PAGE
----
Read More: Self-Driving Jordan Trip

Will you be Driving on the Opposite Side of the Road?

Those coming from the UK and countries colonized by the UK may find driving on the right side daunting. For those of us from the western hemisphere and most of Europe, driving on the left can be uncomfortable. This was a huge deterrent to me for many years. I drove literally only one day in Ireland and wanted to die. But last summer I went to Cyprus and rented a car without realizing that I would be driving on the left. So I had to get over my fears. Following other drivers helps when they are there. Otherwise, a good rule of thumb is to make sure your body (as the driver) is in the middle of the road. Think about this and it will make sense. Other than that I can just tell you to go slow and be mindful and after a few days, it won’t seem so weird.

Also, there WILL be roundabouts. In the United States, we don’t have many of these but I encounter them in most other countries where I’ve driven. Roundabouts are very organized in some countries, with lane dividers and signs, while in some places it is a scary free for all. Just always look into the roundabout before entering and wait for any cars already engaged in your direction to pass. If you miss your exit because you weren’t in the right spot of the roundabout, don’t panic. Just go around again and get it right next time. Or if you already took an exit, just find a place to turn around. Give yourself time to make mistakes.

In general when driving in another country, always assume it will take you more time than google maps says it will. Give yourself time to make mistakes and enough time so you don't feel rushed. Click To Tweet

Read More: Self-Drive Trip to Morocco

Basic Safety Tips for International Car Rentals

  • Always wear your seatbelts.
  • Always keep your gas tank at least half full. You never know if you will be on a long stretch of road without access to fuel.
  • Always lock up valuables and keep them out of sight when you are not with your car.
  • I avoid driving in large cities but if you do, park as close to the outskirts as you can because parking in cities can be difficult
  • Research the country you will be driving in. How are their roads? Is it generally a safe country?
  • Try not to drive at night in countries with less than stellar safety profiles.
  • If you’re alone make sure you alert somebody you trust of your location and itinerary.
  • Have local emergency service numbers or roadside assistance information written down
  • If you are driving at night, do not stop, even if you think somebody needs help. This could be a trap. You can call local emergency services if you think someone is in trouble.
Visiting Iceland in Winter

Overall renting a car can make your trip much more personalized and easy but it truly depends on the country and how you like to travel. You need to balance the added stress and responsibility that comes with car rentals. Sometimes it is just easier to take the train if that’s an option. However, in certain countries, it is almost impossible to see the things you really want without a car. If you are new at driving in other countries I recommend starting somewhere “easier” like France or Germany rather than going right to Morocco. You need to build up your skills and confidence. I still have places that give me pause to drive for several reasons(looking at you Italy!)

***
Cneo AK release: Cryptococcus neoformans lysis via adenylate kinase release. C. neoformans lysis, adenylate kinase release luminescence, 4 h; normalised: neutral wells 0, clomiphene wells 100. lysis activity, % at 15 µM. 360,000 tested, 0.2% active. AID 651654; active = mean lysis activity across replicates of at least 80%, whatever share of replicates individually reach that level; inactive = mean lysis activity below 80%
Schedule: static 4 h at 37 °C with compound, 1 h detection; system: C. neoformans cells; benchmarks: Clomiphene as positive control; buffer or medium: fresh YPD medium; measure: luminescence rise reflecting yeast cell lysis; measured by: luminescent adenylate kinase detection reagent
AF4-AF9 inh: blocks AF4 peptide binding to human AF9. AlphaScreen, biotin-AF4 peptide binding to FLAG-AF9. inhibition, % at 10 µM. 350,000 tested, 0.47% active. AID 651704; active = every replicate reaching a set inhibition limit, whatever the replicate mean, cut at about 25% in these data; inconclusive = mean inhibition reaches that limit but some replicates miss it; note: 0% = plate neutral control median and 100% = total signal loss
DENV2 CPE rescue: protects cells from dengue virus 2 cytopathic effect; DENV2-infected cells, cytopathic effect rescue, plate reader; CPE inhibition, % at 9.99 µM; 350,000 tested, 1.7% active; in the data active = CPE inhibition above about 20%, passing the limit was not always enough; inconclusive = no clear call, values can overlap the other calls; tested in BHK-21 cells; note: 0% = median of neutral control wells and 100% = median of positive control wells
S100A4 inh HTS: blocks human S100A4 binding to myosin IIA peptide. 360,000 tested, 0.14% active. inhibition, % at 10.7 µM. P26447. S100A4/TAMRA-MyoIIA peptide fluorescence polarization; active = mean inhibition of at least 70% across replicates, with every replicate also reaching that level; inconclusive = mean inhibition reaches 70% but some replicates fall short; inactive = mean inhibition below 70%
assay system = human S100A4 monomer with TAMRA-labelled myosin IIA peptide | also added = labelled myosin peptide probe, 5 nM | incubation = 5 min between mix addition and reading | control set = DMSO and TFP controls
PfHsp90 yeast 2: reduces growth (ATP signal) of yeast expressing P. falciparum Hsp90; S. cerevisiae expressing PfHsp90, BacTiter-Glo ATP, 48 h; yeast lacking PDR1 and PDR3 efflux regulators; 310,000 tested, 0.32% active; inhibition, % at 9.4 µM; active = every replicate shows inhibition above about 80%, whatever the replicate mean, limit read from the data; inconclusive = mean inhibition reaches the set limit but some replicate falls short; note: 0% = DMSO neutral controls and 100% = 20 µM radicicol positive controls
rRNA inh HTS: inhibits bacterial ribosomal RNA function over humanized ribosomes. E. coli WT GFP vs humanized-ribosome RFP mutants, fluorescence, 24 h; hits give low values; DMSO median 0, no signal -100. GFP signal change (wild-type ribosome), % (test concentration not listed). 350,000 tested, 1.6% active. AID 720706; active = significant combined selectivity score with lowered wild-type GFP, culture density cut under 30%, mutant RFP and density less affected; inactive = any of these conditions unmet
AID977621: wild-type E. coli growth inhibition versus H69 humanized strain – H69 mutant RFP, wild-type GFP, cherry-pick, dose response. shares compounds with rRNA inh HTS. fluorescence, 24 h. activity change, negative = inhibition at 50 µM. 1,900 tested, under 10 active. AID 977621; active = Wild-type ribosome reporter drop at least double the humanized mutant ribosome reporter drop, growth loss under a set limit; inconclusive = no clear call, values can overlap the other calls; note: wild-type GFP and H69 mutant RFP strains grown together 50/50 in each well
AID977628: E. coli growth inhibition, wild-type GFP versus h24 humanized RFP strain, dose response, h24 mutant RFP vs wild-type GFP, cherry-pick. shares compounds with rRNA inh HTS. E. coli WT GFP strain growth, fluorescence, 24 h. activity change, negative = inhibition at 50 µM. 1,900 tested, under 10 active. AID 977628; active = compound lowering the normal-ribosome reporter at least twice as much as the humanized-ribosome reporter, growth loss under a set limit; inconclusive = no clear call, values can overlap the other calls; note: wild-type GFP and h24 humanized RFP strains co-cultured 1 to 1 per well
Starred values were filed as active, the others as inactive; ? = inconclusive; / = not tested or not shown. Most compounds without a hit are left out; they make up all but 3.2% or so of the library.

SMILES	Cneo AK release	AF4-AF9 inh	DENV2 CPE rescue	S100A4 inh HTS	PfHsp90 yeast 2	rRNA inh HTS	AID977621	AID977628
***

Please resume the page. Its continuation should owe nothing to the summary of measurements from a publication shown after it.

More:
Where have you driven abroad that was scary? Where was less scary than you thought? Would love to hear your stories and also your tips for international car rentals!

About The Author

Cherene Saradar

Cherene is a travel expert with 30 years of experience in over 100 countries and 7 continents. She has traveled solo to over 50 countries. She is also a nurse anesthesiologist with over 20 years of healthcare experience. Her passions include wildlife travel and visiting wine regions of the world.


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  3. Saleh | 18th Jul 23

    The article provides a wealth of valuable information and practical tips for renting a car while traveling abroad. The author’s personal experiences and anecdotes make the content engaging and relatable. The article is well-organized, presenting the information clearly and concisely. It covers a wide range of topics, including insurance options, local driving regulations, and the importance of researching reputable rental agencies. With its combination of practical advice, personal insights, and user-friendly presentation, this article stands out as a valuable resource for travelers.

  4. Taylor Abrams | 11th Jan 23

    It’s great that you elaborated on how tolls can be paid with a credit card in nations with more advanced technology, although many locations still need humans to take cash. We would want to have a vehicle for the vacation we are arranging with my sister next week as our car is not suitable for lengthy travel. I appreciate you included a warning about car rental services in your piece.

    • csaradar | 15th Feb 23

      I’m glad it was helpful! Happy travels.